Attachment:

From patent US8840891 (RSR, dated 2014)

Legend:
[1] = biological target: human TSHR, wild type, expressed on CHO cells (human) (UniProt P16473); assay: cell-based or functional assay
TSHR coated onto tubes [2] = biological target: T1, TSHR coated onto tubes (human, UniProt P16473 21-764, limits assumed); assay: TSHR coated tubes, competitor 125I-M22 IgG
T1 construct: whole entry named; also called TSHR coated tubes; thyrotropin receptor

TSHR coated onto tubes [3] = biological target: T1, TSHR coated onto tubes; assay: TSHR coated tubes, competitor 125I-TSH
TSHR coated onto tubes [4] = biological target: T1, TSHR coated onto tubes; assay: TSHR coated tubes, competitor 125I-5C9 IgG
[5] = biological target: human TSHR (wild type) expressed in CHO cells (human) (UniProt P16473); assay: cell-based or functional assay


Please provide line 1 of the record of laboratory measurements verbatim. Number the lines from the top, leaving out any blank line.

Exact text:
From patent US8840891 (RSR, dated 2014)